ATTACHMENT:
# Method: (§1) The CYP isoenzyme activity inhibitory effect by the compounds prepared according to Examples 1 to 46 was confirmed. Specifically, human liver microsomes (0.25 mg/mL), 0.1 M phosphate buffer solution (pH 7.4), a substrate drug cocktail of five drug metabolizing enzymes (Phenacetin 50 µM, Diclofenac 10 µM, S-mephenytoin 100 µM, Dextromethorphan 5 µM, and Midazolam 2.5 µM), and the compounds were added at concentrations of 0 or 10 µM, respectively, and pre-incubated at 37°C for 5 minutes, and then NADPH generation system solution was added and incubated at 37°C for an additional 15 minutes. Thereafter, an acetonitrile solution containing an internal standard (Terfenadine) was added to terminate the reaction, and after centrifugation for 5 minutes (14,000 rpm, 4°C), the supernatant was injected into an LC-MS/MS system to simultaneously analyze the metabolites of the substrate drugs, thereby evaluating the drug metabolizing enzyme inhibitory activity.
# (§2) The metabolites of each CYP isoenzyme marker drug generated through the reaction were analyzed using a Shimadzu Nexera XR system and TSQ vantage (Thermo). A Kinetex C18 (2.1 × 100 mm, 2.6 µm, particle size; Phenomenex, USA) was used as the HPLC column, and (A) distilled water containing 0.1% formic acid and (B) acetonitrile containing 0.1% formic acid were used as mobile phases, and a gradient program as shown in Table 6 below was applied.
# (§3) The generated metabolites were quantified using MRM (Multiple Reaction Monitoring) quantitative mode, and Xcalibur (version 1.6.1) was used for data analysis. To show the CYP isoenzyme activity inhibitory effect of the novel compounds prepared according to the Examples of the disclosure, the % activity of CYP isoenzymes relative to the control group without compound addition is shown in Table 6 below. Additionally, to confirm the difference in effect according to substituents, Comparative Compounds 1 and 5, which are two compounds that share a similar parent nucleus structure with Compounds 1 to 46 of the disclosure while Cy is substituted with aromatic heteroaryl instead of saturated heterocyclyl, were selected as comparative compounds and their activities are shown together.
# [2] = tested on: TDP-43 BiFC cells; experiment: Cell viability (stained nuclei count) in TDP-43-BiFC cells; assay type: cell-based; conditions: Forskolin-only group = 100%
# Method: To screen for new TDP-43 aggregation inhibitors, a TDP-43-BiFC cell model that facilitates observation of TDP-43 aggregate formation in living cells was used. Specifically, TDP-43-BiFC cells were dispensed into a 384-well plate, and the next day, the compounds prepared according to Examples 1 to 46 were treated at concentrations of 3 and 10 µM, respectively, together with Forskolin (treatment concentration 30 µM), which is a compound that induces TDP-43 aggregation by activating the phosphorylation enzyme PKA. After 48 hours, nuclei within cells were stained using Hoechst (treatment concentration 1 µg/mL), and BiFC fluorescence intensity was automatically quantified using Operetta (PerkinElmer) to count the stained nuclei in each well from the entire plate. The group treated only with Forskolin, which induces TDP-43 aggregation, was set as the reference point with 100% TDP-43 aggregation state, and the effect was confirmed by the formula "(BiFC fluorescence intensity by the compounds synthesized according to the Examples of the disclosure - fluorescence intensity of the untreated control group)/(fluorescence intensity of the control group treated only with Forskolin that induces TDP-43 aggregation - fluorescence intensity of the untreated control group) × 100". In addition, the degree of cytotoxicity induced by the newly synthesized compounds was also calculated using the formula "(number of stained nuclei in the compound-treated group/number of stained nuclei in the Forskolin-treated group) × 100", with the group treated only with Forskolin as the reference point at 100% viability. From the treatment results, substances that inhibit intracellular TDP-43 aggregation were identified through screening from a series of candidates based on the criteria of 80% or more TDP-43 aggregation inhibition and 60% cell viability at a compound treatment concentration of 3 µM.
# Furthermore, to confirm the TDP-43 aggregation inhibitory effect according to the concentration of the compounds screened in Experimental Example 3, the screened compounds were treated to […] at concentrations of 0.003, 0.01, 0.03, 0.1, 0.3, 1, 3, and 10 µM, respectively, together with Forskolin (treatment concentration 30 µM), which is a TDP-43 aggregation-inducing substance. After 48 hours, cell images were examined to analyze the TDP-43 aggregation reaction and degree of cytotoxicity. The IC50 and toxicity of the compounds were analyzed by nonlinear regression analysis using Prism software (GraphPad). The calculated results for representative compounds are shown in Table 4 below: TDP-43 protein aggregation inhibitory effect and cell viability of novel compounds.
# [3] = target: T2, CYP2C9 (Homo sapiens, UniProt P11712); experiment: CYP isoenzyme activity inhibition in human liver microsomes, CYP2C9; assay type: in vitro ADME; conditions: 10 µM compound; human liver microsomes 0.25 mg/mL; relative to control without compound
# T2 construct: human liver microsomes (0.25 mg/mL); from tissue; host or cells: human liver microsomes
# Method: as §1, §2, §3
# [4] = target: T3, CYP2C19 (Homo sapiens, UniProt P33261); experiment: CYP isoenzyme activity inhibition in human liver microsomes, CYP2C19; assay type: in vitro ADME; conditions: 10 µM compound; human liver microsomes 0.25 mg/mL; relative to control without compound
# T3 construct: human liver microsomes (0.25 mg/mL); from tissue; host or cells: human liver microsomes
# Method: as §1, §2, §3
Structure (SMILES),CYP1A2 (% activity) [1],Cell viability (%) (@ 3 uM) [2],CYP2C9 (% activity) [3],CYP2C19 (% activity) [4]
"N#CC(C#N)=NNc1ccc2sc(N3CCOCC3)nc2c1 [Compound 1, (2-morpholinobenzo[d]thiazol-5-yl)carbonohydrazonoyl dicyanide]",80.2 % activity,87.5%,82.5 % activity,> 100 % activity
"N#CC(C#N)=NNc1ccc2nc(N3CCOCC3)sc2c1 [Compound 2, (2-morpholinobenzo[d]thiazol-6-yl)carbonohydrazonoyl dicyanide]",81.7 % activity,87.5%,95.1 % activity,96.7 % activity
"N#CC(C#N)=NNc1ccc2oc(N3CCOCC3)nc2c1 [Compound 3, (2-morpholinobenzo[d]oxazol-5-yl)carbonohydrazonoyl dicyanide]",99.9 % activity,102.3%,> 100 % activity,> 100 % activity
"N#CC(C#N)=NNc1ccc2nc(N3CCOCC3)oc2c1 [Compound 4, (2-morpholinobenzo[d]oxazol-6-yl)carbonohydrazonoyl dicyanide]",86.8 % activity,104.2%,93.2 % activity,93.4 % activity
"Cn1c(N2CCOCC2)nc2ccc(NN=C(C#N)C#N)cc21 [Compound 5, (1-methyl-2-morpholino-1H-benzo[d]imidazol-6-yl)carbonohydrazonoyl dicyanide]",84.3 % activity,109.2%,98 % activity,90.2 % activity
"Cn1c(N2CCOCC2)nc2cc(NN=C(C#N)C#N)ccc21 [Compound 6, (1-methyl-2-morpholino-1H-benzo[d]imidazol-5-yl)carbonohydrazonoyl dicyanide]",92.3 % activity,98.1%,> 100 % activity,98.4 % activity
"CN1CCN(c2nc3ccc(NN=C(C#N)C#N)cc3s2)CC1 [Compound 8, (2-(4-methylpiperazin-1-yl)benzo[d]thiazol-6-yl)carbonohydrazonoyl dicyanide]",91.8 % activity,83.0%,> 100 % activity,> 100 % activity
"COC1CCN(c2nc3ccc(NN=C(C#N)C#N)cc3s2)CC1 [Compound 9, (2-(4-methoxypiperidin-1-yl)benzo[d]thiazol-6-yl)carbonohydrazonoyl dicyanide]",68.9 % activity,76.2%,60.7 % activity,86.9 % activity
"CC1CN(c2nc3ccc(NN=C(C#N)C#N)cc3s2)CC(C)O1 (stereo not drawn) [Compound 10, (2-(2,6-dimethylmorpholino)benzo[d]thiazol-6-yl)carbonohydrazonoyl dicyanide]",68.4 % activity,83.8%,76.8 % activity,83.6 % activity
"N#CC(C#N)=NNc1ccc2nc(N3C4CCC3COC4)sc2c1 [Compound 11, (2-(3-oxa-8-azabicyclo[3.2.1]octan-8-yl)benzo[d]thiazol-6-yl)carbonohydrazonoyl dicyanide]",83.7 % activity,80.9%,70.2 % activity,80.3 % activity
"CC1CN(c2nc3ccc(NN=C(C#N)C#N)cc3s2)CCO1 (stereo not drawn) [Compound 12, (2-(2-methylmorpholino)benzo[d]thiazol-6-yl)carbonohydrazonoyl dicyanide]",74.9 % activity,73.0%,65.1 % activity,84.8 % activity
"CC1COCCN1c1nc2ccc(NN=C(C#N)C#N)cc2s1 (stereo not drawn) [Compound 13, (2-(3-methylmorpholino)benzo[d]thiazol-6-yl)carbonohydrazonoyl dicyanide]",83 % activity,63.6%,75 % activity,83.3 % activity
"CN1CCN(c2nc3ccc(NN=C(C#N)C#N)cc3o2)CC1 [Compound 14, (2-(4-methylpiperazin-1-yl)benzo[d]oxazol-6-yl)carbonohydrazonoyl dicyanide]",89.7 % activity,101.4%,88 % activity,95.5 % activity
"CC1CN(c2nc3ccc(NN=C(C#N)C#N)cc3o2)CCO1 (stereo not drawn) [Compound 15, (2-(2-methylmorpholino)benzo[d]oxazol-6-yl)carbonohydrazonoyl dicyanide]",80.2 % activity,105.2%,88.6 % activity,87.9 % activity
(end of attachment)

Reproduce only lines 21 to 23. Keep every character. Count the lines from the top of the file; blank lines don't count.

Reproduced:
"COC1CCN(c2nc3ccc(NN=C(C#N)C#N)cc3s2)CC1 [Compound 9, (2-(4-methoxypiperidin-1-yl)benzo[d]thiazol-6-yl)carbonohydrazonoyl dicyanide]",68.9 % activity,76.2%,60.7 % activity,86.9 % activity
"CC1CN(c2nc3ccc(NN=C(C#N)C#N)cc3s2)CC(C)O1 (stereo not drawn) [Compound 10, (2-(2,6-dimethylmorpholino)benzo[d]thiazol-6-yl)carbonohydrazonoyl dicyanide]",68.4 % activity,83.8%,76.8 % activity,83.6 % activity
"N#CC(C#N)=NNc1ccc2nc(N3C4CCC3COC4)sc2c1 [Compound 11, (2-(3-oxa-8-azabicyclo[3.2.1]octan-8-yl)benzo[d]thiazol-6-yl)carbonohydrazonoyl dicyanide]",83.7 % activity,80.9%,70.2 % activity,80.3 % activity